- If you are the holder of a Medicare Advantage Plan, it is illegal for an insurance company to sell you a senior Medicare Supplement Policy. If you plan on switching back to an Original Medicare plan, you will be able to purchase a Medigap policy.
- If you have health problems as you age, your standardized Medigap policy is guaranteed to be renewable. So long as you pay your monthly premium, your insurance provider cannot cancel your policy.
- Medigap policies only cover one person. If you have a spouse or family member that would like coverage, they must purchase a separate policy.
- You may only buy a Senior Medicare Supplement Plan from an insurance agency that is licensed to sell them in your state. Senior Care Insurance Solutions has been licensed to sell Medigap policies in South Carolina for years. We have helped countless seniors get the Medicare coverage they need and continue to do so to this day.
- In the past, Medigap policies were able to cover costs related to prescription drugs. As of January 1st, 2006, prescription drug coverage is not available on Medicare Supplement Plans. The best way to get coverage for your prescription drugs is to join a Medicare Prescription Drug Plan, often called Part D. Contact our office today to learn more about paying premiums on Medigap and Medicare plans.
Senior Medicare Advantage Plan Insurance in Summerville, SC
A Medicare Advantage Plan is a kind of Medicare health coverage designed to provide seniors with all their Part A and Part B Medicare benefits. Many Medicare Advantage Plans will often include coverage of the following:
In addition, most Medicare Advantage Plans give seniors coverage for their prescription drug needs. When you enroll in a Medicare Advantage Plan through Senior Care Insurance Services, your Medicare benefits are covered through your plan and will not be paid for by traditional Medicare.
How Medicare Advantage Plans Work
Sometimes called “MA Plans” or “Part C,” Medicare Advantage Plans are considered an “all in one” solution to Original Medicare. Senior Medicare Advantage Plans are only offered by private companies that are approved, like Senior Care Insurance Services. Seniors who enroll in a Medicare Advantage Plan are still on Medicare. However, these individuals enjoy bundled plans that give seniors the benefits of hospital insurance (Medicare Part A), medical insurance (Medicare Part B), and sometimes drug coverage (Part D).
Medicare Advantage Plans are very popular because they cover all Medicare services and make life a little easier for seniors who have trouble understanding the nuances of Medicare.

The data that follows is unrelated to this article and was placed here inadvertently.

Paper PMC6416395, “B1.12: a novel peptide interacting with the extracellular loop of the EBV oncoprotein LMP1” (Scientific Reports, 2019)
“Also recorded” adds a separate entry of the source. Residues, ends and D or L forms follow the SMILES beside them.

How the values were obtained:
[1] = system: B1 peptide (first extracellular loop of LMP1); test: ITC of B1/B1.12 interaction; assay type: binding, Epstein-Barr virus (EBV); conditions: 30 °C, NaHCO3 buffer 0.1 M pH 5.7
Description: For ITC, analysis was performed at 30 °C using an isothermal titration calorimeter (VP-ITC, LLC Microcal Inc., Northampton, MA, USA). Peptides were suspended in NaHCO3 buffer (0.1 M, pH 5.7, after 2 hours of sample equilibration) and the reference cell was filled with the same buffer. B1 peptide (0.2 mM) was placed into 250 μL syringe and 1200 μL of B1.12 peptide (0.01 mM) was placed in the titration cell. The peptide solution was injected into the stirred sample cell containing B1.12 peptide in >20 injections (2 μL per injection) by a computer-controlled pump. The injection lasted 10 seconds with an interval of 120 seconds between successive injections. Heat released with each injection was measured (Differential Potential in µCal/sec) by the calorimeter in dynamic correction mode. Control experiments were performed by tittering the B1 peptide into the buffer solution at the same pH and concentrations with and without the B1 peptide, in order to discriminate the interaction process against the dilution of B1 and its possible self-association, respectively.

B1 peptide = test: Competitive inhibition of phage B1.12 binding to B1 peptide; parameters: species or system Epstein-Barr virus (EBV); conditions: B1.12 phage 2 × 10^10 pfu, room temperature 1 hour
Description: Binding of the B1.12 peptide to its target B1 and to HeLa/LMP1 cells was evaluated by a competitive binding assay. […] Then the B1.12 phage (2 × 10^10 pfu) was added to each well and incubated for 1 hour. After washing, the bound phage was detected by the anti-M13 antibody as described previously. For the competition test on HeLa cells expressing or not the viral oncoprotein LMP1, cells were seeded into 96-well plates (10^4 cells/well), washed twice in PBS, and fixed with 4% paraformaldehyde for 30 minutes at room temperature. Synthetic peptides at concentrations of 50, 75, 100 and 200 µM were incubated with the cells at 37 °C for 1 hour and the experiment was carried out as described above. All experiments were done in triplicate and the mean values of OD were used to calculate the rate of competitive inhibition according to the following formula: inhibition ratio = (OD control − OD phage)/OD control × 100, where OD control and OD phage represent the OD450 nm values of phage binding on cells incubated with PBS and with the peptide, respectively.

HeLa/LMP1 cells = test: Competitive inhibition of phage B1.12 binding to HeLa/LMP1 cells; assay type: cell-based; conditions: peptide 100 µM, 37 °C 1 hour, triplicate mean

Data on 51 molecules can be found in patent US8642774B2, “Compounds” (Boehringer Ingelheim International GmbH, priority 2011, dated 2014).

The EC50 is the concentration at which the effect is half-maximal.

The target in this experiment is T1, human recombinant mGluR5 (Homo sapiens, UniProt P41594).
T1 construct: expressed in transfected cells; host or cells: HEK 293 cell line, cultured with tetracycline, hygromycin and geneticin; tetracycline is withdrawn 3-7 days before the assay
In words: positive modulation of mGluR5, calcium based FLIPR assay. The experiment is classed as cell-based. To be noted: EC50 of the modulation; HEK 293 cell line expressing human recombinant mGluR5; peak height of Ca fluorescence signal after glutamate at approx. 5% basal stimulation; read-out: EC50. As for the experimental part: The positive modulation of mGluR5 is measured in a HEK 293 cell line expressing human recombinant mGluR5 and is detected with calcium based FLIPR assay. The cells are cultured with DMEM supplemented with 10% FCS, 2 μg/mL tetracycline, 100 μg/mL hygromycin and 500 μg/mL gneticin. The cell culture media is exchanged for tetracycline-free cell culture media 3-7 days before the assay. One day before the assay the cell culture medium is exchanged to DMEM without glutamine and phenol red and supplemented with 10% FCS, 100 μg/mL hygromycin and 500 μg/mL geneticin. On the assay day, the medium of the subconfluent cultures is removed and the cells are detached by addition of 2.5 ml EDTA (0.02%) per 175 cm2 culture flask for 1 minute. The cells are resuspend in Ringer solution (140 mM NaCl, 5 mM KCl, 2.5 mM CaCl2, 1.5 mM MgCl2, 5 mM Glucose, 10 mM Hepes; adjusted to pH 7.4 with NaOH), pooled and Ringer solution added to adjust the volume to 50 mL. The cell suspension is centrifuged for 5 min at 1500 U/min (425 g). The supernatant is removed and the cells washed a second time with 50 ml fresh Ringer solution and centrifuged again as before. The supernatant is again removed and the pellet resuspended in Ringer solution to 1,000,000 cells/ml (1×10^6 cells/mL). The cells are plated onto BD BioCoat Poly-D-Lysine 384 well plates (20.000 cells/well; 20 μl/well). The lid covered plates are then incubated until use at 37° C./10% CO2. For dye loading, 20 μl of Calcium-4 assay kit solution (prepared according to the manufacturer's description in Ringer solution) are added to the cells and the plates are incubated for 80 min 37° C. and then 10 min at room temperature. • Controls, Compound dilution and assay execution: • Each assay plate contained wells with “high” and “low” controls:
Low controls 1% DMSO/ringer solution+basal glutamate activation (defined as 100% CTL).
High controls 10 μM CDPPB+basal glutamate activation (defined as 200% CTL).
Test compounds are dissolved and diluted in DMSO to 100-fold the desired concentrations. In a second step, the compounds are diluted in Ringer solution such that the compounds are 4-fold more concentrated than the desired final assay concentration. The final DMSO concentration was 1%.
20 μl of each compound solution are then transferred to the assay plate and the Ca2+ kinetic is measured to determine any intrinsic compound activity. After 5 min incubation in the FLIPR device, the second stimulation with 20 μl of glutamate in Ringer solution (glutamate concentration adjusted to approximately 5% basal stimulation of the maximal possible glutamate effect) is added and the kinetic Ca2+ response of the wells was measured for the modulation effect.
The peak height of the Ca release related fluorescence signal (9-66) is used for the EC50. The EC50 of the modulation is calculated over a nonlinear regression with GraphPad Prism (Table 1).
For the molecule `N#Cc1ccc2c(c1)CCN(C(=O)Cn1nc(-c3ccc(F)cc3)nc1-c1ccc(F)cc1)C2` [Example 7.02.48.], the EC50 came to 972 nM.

When you contact Senior Care Insurance Solutions to choose your Medicare Advantage Plan, ask your agent about Medicare prescription drug coverage. Unless you already have drug coverage (Part D), you should seriously consider Part D coverage to help reduce costs associated with prescription drugs. You may also want to consider a Medicare Supplement Insurance Plan to help fill gaps in coverage that Original Medicare will not cover.
Medicare Advantage Plan Insurance Rules
Medicare works by paying a set amount of money to the companies that offer senior Medicare Advantage Plan insurance in cityname. That money is used to pay for the care services that you need. Because Medicare Advantage Plans are different, you should expect out-of-pocket costs to vary depending on the plan you choose.
Different plans have different rules for how you receive services, such as:
- If you must go to facilities, suppliers, or doctors that belong to your Advantage Plan for non-urgent and non-emergency care.
- Whether you must get a referral to see a specialized doctor
Companies that offer Medicare Advantage Plans must follow strict rules, which are set by Medicare and can change every year.
Paying for Your Senior Medicare Advantage Plan Insurance
How much you pay for your Medicare Advantage Plan varies and depends on a few different factors. In most cases, if you need a kind of medical service, you will need to rely on the doctors and providers in your plan’s service area and network to pay the lowest amounts. In some cases, if you choose to use a service outside of your plan’s network of coverage, you may have to pay out-of-pocket.
We encourage you to contact our office today to learn more about Medicare Advantage Plans, how they work, what your options are, and how often you will have to pay out-of-pocket, if at all.
The Senior Care Insurance Services Commitment
Since our company was founded, we have led the insurance industry by providing our clients with the most valuable, helpful insurance solutions available. We are fully committed to our current and prospective clients by:
- Choosing to focus on personalized, one-on-one service. When you work with our team, know that we will always design your health insurance plan with your best interests in mind.